See also 250. LOGIC ; 312. PHILOSOPHY ; 354. RHETORIC and RHETORICAL DEVICES .
- Obsolete, a statement that is nonsensical or illogical.
- Obsolete, a statement open to more than one interpretation; an ambiguity.
- an agreement or correspondence in particular features between things otherwise dissimilar; the inference that if two things agree with each other in one or more respects, they will probably agree in yet other respects. —analogous, adj.
- a contradiction.
- a method of argument in which the proposition to be established is emphasized through the disproving of its contradiction; reductio ad absurdum. —apagogic, adj.
- a person who defends, in speech or writing, a faith, doctrine, idea, or action.
- circularism, circularity
- reasoning or arguing in a circle.
- the belief in and use of conciliation in an argument. —conhciliationist, n. — conciliatory, adj.
- Obsolete, controversy or argument. —disceptator, n.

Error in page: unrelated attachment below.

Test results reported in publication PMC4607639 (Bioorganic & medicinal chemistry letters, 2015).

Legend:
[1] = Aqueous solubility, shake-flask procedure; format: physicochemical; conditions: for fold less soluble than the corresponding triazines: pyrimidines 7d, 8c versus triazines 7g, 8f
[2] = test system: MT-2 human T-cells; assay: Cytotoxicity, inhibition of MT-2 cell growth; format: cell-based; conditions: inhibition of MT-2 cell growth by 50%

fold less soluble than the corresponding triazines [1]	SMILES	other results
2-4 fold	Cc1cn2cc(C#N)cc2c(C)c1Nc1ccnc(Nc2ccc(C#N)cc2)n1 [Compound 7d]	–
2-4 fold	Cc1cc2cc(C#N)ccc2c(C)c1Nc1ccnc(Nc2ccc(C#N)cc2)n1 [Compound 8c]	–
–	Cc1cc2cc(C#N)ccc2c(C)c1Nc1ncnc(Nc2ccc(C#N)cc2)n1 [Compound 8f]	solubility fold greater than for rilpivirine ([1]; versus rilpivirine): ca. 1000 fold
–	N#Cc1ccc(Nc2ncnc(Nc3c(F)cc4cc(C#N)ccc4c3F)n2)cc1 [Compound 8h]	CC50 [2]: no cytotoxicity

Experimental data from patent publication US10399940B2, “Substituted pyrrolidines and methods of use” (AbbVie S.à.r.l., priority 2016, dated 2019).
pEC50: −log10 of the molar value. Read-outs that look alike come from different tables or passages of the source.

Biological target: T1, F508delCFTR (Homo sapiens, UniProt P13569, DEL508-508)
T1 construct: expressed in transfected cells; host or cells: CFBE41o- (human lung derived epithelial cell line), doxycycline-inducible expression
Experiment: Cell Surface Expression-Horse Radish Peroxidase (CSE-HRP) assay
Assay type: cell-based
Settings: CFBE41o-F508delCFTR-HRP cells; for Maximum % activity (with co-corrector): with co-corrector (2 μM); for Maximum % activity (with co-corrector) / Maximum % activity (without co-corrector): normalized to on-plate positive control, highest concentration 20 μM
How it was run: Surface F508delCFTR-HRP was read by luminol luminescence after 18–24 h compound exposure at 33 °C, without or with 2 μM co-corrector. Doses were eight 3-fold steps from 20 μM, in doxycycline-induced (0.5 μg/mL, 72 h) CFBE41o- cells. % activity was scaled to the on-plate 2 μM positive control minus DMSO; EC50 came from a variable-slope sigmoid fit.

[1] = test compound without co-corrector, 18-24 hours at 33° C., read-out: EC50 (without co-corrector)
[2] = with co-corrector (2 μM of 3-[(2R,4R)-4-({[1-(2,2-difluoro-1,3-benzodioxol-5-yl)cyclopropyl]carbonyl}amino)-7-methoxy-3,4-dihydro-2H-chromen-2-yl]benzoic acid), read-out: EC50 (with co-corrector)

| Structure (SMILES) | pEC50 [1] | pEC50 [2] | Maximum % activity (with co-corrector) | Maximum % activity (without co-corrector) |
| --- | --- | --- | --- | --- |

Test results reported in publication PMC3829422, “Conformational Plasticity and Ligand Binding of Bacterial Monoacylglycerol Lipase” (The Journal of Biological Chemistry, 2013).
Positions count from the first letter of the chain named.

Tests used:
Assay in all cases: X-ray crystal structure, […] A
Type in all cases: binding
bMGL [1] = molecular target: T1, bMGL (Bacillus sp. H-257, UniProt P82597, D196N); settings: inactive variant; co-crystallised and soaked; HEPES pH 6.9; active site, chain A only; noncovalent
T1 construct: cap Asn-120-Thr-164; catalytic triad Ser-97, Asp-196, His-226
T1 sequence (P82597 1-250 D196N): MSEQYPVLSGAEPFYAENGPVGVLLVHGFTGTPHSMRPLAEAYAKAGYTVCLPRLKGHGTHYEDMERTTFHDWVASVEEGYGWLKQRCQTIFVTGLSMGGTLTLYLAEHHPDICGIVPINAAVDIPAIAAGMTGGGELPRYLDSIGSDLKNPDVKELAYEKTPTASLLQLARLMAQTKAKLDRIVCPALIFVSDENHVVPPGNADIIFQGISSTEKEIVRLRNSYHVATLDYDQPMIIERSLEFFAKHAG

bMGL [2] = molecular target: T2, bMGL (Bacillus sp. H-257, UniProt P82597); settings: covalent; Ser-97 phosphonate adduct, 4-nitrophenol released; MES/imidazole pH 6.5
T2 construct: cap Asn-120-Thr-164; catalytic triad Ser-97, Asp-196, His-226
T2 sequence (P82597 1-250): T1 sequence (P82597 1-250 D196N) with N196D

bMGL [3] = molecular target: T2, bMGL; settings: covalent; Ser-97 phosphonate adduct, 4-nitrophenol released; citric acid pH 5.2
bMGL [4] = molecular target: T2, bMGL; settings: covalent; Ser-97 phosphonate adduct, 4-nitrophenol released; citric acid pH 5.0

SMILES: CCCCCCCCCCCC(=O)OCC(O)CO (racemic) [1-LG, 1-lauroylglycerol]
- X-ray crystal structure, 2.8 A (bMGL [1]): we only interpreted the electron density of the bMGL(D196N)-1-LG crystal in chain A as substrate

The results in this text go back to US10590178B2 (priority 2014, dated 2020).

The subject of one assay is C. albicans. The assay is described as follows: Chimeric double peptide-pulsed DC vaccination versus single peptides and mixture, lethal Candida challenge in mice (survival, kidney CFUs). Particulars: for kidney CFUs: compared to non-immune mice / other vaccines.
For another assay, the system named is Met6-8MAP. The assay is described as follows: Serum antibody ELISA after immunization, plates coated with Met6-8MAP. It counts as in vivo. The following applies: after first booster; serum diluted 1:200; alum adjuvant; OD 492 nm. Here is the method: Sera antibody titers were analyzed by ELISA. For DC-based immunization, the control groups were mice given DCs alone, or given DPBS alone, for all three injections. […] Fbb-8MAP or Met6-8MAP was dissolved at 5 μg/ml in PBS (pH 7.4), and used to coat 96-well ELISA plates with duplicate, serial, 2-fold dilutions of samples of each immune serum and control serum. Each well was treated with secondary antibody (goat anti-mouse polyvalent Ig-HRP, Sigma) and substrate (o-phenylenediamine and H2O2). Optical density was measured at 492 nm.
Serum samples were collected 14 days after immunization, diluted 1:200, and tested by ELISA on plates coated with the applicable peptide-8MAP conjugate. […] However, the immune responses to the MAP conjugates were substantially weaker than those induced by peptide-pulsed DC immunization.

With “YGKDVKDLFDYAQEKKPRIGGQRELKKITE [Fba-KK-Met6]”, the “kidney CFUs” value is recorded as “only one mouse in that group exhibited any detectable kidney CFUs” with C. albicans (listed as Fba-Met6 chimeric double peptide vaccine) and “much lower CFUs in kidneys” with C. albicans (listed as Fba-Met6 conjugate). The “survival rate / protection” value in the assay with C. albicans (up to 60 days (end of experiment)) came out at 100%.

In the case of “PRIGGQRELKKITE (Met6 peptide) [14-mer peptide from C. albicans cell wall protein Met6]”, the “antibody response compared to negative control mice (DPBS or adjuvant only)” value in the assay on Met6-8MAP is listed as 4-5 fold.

- a controversial debate or discussion; a dispute. See also 382. SPEECH . —disputant, n.
- Obsolete, the act of dissenting or disagreeing. —dissenter, n.
- a difference of opinion.
- a stubborn attachment to a theory or doctrine without regard to its practicability. Also spelled doctrinairism . —doctrinaire, n., adj.
- 1. a statement of a point of view as if it were an established fact.
- 2. the use of a system of ideas based upon insufficiently examined premises. —dogmatist, n. —dogmatic, adj.
- a method of induction in which enumeration of particulars leads to the inferred generalization. —epagogic, adj.
- a syllogism whose premises are the conclusion of a preceding syllogism.
- the practice or habit of quibbling and wrangling; sophistical reasoning. —ergotize, v.
- 1. a participant in an argument or controversy.
- 2. the art of disputation. —eristic, eristical, adj.
- the art and study of argumentation and formal debate. —forensic, adj.
- a method of argument in which postulates or assumptions are made that remain to be proven or that lead the arguers to discover the proofs themselves. —heuristic, adj.